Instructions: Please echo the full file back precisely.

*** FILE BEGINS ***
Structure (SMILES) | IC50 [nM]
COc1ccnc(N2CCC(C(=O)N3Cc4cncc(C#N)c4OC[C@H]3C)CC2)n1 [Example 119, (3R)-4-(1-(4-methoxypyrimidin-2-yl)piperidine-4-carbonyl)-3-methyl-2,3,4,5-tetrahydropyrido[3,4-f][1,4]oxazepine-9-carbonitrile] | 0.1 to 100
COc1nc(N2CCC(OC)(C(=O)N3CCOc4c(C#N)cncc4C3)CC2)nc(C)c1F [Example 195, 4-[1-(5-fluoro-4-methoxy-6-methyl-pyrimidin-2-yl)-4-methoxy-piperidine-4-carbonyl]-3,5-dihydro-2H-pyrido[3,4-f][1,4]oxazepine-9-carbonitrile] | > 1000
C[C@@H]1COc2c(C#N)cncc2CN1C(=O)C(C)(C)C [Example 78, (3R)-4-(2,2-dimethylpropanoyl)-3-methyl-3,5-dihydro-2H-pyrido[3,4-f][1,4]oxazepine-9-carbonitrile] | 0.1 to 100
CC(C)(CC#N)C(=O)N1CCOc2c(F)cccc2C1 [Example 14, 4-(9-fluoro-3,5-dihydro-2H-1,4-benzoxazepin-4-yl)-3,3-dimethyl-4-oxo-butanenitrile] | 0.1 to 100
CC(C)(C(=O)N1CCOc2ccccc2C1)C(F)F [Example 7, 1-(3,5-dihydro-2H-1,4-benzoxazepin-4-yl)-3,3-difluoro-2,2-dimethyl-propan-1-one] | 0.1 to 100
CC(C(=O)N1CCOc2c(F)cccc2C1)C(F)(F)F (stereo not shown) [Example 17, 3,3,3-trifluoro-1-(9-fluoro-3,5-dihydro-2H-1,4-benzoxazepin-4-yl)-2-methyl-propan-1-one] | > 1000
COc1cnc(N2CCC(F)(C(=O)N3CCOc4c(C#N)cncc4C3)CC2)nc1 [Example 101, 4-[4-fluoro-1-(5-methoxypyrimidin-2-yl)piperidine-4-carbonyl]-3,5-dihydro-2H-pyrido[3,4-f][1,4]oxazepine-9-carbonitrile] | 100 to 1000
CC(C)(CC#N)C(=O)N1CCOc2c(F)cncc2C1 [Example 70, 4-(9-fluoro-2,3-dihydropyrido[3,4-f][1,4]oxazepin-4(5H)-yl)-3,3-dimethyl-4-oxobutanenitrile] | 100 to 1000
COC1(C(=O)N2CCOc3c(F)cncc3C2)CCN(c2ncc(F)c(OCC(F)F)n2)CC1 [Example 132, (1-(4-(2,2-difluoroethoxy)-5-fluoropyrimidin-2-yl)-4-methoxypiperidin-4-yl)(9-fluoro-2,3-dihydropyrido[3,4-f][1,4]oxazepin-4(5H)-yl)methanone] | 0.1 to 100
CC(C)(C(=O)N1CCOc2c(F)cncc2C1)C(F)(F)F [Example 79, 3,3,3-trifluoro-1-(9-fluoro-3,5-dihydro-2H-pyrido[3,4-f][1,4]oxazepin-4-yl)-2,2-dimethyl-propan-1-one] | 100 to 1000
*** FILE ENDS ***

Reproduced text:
Structure (SMILES) | IC50 [nM]
COc1ccnc(N2CCC(C(=O)N3Cc4cncc(C#N)c4OC[C@H]3C)CC2)n1 [Example 119, (3R)-4-(1-(4-methoxypyrimidin-2-yl)piperidine-4-carbonyl)-3-methyl-2,3,4,5-tetrahydropyrido[3,4-f][1,4]oxazepine-9-carbonitrile] | 0.1 to 100
COc1nc(N2CCC(OC)(C(=O)N3CCOc4c(C#N)cncc4C3)CC2)nc(C)c1F [Example 195, 4-[1-(5-fluoro-4-methoxy-6-methyl-pyrimidin-2-yl)-4-methoxy-piperidine-4-carbonyl]-3,5-dihydro-2H-pyrido[3,4-f][1,4]oxazepine-9-carbonitrile] | > 1000
C[C@@H]1COc2c(C#N)cncc2CN1C(=O)C(C)(C)C [Example 78, (3R)-4-(2,2-dimethylpropanoyl)-3-methyl-3,5-dihydro-2H-pyrido[3,4-f][1,4]oxazepine-9-carbonitrile] | 0.1 to 100
CC(C)(CC#N)C(=O)N1CCOc2c(F)cccc2C1 [Example 14, 4-(9-fluoro-3,5-dihydro-2H-1,4-benzoxazepin-4-yl)-3,3-dimethyl-4-oxo-butanenitrile] | 0.1 to 100
CC(C)(C(=O)N1CCOc2ccccc2C1)C(F)F [Example 7, 1-(3,5-dihydro-2H-1,4-benzoxazepin-4-yl)-3,3-difluoro-2,2-dimethyl-propan-1-one] | 0.1 to 100
CC(C(=O)N1CCOc2c(F)cccc2C1)C(F)(F)F (stereo not shown) [Example 17, 3,3,3-trifluoro-1-(9-fluoro-3,5-dihydro-2H-1,4-benzoxazepin-4-yl)-2-methyl-propan-1-one] | > 1000
COc1cnc(N2CCC(F)(C(=O)N3CCOc4c(C#N)cncc4C3)CC2)nc1 [Example 101, 4-[4-fluoro-1-(5-methoxypyrimidin-2-yl)piperidine-4-carbonyl]-3,5-dihydro-2H-pyrido[3,4-f][1,4]oxazepine-9-carbonitrile] | 100 to 1000
CC(C)(CC#N)C(=O)N1CCOc2c(F)cncc2C1 [Example 70, 4-(9-fluoro-2,3-dihydropyrido[3,4-f][1,4]oxazepin-4(5H)-yl)-3,3-dimethyl-4-oxobutanenitrile] | 100 to 1000
COC1(C(=O)N2CCOc3c(F)cncc3C2)CCN(c2ncc(F)c(OCC(F)F)n2)CC1 [Example 132, (1-(4-(2,2-difluoroethoxy)-5-fluoropyrimidin-2-yl)-4-methoxypiperidin-4-yl)(9-fluoro-2,3-dihydropyrido[3,4-f][1,4]oxazepin-4(5H)-yl)methanone] | 0.1 to 100
CC(C)(C(=O)N1CCOc2c(F)cncc2C1)C(F)(F)F [Example 79, 3,3,3-trifluoro-1-(9-fluoro-3,5-dihydro-2H-pyrido[3,4-f][1,4]oxazepin-4-yl)-2,2-dimethyl-propan-1-one] | 100 to 1000